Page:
Theresa May will fail to start Brexit by her deadline of next March because of legal hold-ups, the leader of the country set to assume the EU presidency has predicted.
Malta's Prime Minister Joseph Muscat also suggested that any proposed exit agreement could be “scuttled” by the European Parliament, which faces elections in 2019 – when Britain hopes to leave.
And he repeated the insistence of numerous EU leaders that Britain cannot hope to retain close access to the single market if it wants to end free movement of people.
Mr Muscat told the BBC: “It's just not happening. We want a fair deal for the UK, but that kind of fair deal can't translate itself into a superior deal.
“I know that there is absolutely no bluffing from the European side, at least in the council meetings I have attended, saying 'we will start in this position and then we will soften up'.
“No, this is really and truly our position.”
Ms May has said she will start Brexit by the end of March, by triggering the Article 50 notice period and its two-year timetable for leaving the EU.
But she must first overcome the hurdle of her Supreme Court appeal against the High Court’s ruling that Parliament must give its consent to starting the exit process.
Mr Muscat said he would not be surprised if the Supreme Court referred the controversy to the European Court of Justice (ECJ), which has supreme authority over matters of EU law – creating a delay.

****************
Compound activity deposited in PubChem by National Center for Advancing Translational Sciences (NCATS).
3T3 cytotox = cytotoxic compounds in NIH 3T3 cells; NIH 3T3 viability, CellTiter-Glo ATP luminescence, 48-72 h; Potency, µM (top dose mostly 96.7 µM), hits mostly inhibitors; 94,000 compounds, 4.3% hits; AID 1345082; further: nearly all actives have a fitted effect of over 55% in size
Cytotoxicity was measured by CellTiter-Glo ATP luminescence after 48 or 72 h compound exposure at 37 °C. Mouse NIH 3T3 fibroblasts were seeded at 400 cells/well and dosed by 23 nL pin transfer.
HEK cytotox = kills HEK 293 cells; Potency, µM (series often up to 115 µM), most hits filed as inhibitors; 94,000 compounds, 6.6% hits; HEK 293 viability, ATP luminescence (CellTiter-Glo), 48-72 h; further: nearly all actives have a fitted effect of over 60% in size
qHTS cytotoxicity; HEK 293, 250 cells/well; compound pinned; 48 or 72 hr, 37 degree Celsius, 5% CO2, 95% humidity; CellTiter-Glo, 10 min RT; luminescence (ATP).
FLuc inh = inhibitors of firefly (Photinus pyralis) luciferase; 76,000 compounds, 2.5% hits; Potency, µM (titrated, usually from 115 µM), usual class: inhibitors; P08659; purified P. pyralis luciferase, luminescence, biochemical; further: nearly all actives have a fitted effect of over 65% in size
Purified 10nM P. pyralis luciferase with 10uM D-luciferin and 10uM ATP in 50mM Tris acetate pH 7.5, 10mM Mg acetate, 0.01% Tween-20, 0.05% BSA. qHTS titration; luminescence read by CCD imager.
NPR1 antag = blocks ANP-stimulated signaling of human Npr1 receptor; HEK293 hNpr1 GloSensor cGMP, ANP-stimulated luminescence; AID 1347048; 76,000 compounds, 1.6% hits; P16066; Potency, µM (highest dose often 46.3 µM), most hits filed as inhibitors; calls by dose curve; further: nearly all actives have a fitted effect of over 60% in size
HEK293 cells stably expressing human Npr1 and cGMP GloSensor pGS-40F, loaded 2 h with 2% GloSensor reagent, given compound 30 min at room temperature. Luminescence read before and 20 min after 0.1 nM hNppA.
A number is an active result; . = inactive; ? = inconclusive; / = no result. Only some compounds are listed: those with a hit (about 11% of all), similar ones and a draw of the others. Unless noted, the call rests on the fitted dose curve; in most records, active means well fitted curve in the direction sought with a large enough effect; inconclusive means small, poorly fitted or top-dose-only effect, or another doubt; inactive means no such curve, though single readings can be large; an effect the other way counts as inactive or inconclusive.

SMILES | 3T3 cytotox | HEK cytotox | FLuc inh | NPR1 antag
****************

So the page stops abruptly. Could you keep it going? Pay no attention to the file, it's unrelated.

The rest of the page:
That is also the view of the President of the ECJ, Koen Lenaerts, who has said there are “many, many ways” that Brexit could end up before the EU’s highest court.
Furthermore, Britain was mistaken if it believed the talks would be straightforward, because they must first sort out the financial bill for leaving, then the headache of the border with the Republic of Ireland.
Mr Muscat said: “It is only after those two areas have been resolved that the third negotiation will start - which is what type of new relationship there will be between the UK and the European Union.”
And he added: “The real threat to all this is the European Parliament elections in 2019.
“I think there is a clear and present danger of anything that we would have done to be scuttled at the very end of the process - for Parliament to veto it. It will get complicated. Divorces are never easy I think.”
Significantly, it is senior MEPs who have been most critical of Britain’s failure to explain its Brexit strategy, even during face-to-face talks this week.
German MEP Manfred Weber, the chairman of the centre-right European People's Party, emerged from a meeting with Brexit Secretary David Davis saying: “There is no idea what Brexit really means.”
Ms May has said it would hand the EU an advantage if the Government revealed its negotiating hand on Brexit before the talks take place.
But Mr Muscat said: “We are going to lose something, but there will not be a situation when the UK has a better deal than it has today.”Reuse content